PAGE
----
Improving security warnings in web browsers


Currently web browsers don’t warn users about HTTP connections – the most insecure way to connect to a web page. Thankfully, this is changing.

Security warnings in modern web browsers are weird.

When you browse to your favourite online shopping checkout or your online bank account, you get a happy lock icon. That’s great. It reminds users they are on a secure webpage, that is properly configured, and should allow for end-to-end encryption of all data sent to and from that particular page. Excellent.

In addition, when you browse to a ‘secure’ website that’s been badly setup, not maintained or has an expired certificate, your browser will warn you. This may be as simple as showing a broken or crossed out lock icon. In severe cases, your web browser may blank the page and throw up a big red warning message detailing what is wrong with the website, allowing you to point your web browser elsewhere or continue if you’re convinced there is no risk. This is also pretty awesome. Your browser is telling you the page you’re on may not be secure, to what degree it is insecure and detailed the problem, allowing you, as the user, to make an informed decision. Fantastic.

However, what is rather odd is that when you are browsing non-secure webpages (HTTP rather than HTTPS), your browser says nothing. It doesn’t complain that your data is being transmitted in plaintext. It does not whine about your data being subject to being intercepted by anyone on the same WiFi network as you. When you type in your personal data, your credit card details or your passwords into one of these pages, your web browser does not even raise a metaphorical eyebrow to alert you of the dangers.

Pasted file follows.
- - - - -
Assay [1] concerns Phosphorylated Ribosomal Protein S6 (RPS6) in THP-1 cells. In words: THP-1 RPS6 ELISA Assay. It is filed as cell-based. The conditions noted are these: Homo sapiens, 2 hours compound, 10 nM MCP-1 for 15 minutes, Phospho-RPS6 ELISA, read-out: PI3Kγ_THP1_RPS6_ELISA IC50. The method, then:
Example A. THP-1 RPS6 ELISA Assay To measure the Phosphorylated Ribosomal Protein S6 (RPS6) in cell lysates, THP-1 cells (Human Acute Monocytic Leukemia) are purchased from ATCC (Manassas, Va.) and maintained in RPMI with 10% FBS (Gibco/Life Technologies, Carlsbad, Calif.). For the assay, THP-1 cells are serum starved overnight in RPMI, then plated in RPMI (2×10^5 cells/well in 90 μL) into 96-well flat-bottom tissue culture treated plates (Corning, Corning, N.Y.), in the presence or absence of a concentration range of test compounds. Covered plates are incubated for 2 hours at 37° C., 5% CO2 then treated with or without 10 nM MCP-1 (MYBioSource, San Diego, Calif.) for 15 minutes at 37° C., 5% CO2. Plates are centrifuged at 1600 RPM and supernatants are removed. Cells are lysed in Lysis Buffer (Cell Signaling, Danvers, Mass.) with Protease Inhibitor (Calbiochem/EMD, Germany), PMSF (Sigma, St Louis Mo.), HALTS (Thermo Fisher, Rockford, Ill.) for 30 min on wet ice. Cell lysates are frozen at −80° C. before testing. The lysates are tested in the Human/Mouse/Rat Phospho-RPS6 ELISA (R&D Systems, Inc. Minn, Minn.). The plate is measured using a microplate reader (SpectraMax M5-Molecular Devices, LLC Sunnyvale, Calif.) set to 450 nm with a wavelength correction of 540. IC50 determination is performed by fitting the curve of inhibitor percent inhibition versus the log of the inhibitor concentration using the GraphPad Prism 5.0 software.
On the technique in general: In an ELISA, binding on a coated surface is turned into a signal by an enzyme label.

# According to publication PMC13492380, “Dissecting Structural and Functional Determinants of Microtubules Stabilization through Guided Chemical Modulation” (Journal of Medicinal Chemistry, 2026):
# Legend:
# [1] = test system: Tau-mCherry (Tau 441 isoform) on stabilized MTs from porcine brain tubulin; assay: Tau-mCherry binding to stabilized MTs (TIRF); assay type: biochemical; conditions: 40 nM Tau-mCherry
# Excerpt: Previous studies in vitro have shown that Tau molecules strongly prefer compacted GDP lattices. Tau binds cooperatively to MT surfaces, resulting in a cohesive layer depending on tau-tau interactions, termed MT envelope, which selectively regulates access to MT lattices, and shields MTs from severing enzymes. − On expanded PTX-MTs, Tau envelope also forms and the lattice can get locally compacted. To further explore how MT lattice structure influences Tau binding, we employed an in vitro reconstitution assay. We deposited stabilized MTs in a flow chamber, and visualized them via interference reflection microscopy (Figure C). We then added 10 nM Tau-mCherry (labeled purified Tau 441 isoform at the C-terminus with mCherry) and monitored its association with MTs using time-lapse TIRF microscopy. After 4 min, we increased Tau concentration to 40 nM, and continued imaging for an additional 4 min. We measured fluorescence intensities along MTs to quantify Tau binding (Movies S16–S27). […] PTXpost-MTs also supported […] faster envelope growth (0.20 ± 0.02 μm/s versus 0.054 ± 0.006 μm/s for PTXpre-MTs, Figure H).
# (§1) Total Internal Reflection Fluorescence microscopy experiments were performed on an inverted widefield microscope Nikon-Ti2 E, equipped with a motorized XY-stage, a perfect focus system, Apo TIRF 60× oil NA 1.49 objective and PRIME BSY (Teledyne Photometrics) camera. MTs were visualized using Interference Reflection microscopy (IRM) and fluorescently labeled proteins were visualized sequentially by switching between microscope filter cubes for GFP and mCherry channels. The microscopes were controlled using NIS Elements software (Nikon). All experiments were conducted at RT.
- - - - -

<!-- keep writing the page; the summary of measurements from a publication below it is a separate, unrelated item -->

This should probably be changed.

The Chromium team, who are responsible for the Chromium web browser (on which Google Chrome is based), have made a proposal to do just this. Their proposal is that user agents (the technical term for web browsers) mark HTTP websites as ‘non-secure’. This would mean that when visiting a webpage over an insecure (HTTP) connection, you’ll be warned by your web browser in a similar fashion to when you are visiting a badly setup ‘secure’ (HTTPS) website. According to the proposal’s webpage, the Chrome Security Team intend to add this new feature over the course of 2015, gradually phasing in various levels of warning for browsing webpages over HTTP.

With all hope, we will see all other major web browsers follow suit. We can then all look forward to a more secure web, as more and more websites are highly incentivised to switch over to encrypted HTTPS connections.